Yes, my friends, it’s that time of year again. Time to start making our lists and checking them twice. Time to start looking for those hot deals on everything from toasters to televisions. And time for me to be the Debbie Downer who gets to warn you that all that glitters is not gold. Yes, I’m back with another round of everyone’s least favorite holiday game:
Because no one I know wants to be a winner at the Wheel of Misfortune. So pay close attention while I tell you all about this year’s online holiday scams. And then pass on the information to family and friends (particularly those less internet-savvy and most vulnerable, like Grandma and Grandpa).
Welcome to sale “season”
The Grinch is busier – and starting earlier – than ever. As with recent years past, the infamous “Christmas Creep” has had holiday deals springing up well in advance of the traditional Black Friday shopping bonanza. (I saw “Early Black Friday” sales advertised before Halloween this year. And like seeing Christmas trees in Home Depot in mid-October, I rolled my eyes in disgust) Then comes actual Black Friday, followed by Cyber Monday which morphed into a non-stop Cyber Weekend. And today? Retailers now think of the week that follows Black Friday as Cyber Week. Throw in a pandemic and inflation, with economy-stimulating sales everywhere, all season long, and the landscape for both shopping – and scamming – has increased exponentially. I can just see the Grinch rubbing his greedy little green paws together in glee at all the opportunity that awaits him this year…
Online holiday scams to look out for
Online shopping scams were the riskiest type of scam in 2021 and are still so far in 2022, according to the most recent Better Business Bureau Online Scams Report. Not only are they the most common, but they were the most likely to lead to financial loss for their victims. (In a rather heartbreaking twist, the online sale of puppies was the most-reported scam of all. As puppies are a popular holiday gift, take heed if you are in the market for one!)
So let’s get to it. Here are the most common types of scams that pop up this time of year:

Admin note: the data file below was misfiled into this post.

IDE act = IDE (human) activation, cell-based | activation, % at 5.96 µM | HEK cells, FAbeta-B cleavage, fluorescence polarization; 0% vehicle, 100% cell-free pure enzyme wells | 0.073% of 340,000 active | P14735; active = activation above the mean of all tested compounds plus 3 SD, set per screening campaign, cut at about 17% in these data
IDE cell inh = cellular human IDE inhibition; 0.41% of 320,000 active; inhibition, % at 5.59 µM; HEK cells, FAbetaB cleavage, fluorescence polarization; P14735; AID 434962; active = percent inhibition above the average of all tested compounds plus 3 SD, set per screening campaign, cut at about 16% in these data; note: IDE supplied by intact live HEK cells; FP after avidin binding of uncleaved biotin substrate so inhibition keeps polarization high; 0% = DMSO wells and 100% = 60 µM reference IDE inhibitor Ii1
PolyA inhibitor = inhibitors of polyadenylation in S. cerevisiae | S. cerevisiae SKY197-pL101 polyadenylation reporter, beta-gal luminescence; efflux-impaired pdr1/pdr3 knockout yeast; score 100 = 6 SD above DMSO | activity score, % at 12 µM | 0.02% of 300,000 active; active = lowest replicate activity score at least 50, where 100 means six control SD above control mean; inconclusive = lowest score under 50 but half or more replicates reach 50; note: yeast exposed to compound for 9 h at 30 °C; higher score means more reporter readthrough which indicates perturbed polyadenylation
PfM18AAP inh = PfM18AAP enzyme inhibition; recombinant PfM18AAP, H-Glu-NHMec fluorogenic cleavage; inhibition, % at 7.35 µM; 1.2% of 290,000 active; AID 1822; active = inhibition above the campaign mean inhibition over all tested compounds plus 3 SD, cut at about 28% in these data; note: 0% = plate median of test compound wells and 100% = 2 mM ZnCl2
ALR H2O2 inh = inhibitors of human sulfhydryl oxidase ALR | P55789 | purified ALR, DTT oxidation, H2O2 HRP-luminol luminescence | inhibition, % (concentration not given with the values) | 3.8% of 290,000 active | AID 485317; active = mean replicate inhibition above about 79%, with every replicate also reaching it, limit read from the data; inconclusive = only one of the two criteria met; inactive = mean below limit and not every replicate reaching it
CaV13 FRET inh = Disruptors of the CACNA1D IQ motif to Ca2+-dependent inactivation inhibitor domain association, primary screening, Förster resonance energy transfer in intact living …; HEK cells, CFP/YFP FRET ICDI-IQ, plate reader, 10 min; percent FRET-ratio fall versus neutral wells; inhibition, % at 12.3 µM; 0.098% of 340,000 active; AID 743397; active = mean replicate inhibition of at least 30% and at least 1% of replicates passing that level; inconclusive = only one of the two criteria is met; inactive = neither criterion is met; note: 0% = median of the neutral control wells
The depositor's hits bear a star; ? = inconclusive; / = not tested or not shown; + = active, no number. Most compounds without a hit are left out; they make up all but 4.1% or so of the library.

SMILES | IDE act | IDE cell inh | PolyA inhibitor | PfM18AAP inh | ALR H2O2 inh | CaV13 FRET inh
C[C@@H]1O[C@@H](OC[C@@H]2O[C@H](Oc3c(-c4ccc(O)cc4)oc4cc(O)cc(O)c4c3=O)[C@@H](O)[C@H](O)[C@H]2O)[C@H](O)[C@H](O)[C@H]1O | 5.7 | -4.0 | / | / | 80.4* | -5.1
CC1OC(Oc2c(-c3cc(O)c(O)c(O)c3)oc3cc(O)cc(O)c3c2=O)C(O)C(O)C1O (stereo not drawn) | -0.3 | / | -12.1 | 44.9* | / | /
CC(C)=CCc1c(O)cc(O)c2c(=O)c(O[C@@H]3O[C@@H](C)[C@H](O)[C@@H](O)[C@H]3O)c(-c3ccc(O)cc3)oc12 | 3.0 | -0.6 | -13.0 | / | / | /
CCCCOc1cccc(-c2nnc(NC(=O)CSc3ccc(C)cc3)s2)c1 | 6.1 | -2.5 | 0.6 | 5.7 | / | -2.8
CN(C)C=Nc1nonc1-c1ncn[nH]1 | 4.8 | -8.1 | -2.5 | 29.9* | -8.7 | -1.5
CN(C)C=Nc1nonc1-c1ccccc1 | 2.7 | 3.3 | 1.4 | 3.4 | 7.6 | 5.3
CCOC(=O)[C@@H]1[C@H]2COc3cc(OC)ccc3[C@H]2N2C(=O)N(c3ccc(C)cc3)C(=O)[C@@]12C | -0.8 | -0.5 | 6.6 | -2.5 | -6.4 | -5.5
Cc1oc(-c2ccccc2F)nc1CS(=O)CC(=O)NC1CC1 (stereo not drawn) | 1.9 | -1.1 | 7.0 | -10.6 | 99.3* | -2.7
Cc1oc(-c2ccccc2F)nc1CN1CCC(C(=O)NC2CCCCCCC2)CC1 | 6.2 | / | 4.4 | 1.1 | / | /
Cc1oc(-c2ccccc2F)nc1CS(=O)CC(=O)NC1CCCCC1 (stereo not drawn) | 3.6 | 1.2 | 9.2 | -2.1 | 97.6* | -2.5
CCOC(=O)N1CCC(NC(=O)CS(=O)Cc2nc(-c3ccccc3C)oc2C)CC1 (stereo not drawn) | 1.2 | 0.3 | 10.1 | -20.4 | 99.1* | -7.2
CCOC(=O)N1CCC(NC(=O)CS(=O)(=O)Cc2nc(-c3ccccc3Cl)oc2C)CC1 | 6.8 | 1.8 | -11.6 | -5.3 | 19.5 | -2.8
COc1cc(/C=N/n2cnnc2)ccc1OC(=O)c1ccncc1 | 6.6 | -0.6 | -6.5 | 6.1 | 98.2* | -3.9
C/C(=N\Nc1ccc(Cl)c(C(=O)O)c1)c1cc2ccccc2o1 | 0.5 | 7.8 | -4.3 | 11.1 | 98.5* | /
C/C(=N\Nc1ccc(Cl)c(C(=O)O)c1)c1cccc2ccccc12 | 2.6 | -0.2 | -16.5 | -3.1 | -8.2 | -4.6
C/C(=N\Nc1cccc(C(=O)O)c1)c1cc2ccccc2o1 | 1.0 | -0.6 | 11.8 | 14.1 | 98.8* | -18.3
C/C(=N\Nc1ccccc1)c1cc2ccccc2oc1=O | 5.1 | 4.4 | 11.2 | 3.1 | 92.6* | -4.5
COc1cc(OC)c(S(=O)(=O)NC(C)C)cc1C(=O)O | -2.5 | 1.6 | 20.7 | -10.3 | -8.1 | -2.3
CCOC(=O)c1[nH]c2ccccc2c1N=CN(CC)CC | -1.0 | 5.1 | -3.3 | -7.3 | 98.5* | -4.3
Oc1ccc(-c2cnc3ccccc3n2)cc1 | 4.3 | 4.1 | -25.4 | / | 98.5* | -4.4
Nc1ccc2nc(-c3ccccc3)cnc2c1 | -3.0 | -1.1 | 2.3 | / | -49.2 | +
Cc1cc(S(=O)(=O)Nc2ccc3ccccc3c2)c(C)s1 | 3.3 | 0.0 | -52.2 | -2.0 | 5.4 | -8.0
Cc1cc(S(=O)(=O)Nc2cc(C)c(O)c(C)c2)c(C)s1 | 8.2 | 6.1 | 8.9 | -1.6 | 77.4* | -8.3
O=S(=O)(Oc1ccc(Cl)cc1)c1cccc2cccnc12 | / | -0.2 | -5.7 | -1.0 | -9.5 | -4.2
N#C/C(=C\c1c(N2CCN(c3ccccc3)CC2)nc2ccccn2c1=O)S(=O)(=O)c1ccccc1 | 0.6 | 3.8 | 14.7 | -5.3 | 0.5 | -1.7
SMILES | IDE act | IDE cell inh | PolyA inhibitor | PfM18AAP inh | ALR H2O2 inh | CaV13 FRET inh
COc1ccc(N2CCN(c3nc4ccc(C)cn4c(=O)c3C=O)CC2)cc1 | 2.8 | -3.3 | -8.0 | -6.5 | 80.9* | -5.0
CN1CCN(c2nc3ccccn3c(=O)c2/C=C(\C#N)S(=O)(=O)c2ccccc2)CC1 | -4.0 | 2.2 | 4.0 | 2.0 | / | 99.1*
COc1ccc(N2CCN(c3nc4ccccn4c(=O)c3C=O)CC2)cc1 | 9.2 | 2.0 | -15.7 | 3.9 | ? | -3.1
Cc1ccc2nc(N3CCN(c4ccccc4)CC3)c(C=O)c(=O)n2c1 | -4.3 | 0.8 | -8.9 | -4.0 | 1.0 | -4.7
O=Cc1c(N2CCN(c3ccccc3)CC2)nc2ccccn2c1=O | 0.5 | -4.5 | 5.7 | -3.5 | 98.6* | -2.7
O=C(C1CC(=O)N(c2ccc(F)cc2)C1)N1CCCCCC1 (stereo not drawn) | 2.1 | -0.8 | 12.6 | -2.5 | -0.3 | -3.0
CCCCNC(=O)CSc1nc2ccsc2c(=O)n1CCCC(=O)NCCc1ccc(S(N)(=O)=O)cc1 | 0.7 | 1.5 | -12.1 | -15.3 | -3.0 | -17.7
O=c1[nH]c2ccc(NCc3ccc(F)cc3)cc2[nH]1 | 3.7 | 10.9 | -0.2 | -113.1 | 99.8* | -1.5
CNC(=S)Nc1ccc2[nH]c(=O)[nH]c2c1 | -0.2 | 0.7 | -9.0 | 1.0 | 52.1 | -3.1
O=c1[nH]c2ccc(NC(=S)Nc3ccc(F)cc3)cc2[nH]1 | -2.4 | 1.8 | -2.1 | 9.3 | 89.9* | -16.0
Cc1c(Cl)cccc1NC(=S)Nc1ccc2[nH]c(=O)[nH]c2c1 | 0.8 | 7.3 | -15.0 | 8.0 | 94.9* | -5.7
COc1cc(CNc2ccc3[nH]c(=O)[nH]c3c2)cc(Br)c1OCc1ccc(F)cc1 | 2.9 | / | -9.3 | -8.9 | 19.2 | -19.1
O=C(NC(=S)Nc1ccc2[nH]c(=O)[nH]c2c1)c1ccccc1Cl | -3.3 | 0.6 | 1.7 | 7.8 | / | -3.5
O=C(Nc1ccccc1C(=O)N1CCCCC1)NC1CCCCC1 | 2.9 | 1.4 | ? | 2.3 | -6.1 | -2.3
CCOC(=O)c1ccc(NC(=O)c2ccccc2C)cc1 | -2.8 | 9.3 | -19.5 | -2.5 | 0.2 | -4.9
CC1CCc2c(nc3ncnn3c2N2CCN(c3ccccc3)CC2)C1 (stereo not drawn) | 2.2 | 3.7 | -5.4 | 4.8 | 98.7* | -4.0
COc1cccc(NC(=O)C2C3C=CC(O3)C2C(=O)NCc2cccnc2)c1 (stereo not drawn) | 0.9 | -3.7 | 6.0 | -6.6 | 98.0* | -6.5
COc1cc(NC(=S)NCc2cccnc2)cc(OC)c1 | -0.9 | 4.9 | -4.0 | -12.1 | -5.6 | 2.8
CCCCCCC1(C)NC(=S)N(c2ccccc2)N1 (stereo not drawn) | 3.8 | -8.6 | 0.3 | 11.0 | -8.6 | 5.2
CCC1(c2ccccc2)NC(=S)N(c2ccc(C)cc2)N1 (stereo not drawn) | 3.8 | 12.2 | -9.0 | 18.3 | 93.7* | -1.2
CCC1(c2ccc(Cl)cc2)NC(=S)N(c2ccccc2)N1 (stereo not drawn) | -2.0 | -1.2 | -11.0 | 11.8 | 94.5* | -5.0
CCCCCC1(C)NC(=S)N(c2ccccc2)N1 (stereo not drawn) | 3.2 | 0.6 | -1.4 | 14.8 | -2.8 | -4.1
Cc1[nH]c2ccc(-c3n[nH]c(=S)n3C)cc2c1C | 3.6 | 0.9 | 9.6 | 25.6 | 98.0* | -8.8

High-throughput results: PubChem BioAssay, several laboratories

Fraudulent online retailers
One of the best ways to avoid online shopping scams is to shop directly through the websites of retailers you already know and trust. There are plenty of fake websites out there, just waiting for you to give them your money for something that doesn’t exist. But sometimes the only place you can find a specific, hard-to-find item is through a site you aren’t familiar with. The solution: Take time to do a bit of research: If the retailer is based in North America, you can check out the Better Business Bureau website for prior complaints. Sometimes even a quick Google search can reveal the reputation – stellar or suspicious – of an online retailer. Study the URL to make sure it seems legit. Check for a physical address, a customer service phone number, and a professional-looking site. Look for the warning signs of sketchy sites including poor spelling, odd design, and slow loading. Only buy from secure sites with SSL encryption, with URLs starting with https: (rather than just http:) and a lock icon.
Spoofed websites of legitimate businesses
You think you are on the website of your favorite department retailer to score a deal, but in fact, you are on a cloned website set up by a scam artist. You make a purchase (or so you think!) and the scammer steals your credit card information. Perhaps you got there from clicking on an online ad. But there is also a chance you ended up there simply by making a typo in a Google search. Criminals are savvier than ever, and there are now spoofed websites with addresses based on common misspellings and typos. The solution: Whether you got there by clicking an ad or by typing the retailer’s website name yourself, take a minute to make sure you’re on the real online site by carefully inspecting the URL at the top of the page. Better yet: Bookmark the legitimate versions of your favorite shopping sites ahead of time to avoid rushed typing mistakes. And use online ads online as a reference tool for a sale, not as a means to get to the site. (If the sale in the online ad was legit, you should be able to find it on the retailer’s website by going there directly.)
Fake shipping notifications
You may have already gotten one of these over the past couple of years, as this has become a rather commonplace smishing scam. But you may see them more frequently around the holidays. These notifications look like they’re coming from the USPS, FedEx or UPS, but (you guessed it) they’re not. They may mention a problem with delivery and provide a link you can click to “fix the problem.” You may be asked to enter personal information or a credit card number. The solution: Track your purchases and shipments on your own, using the delivery company’s website.
Message about a charge you don’t remember making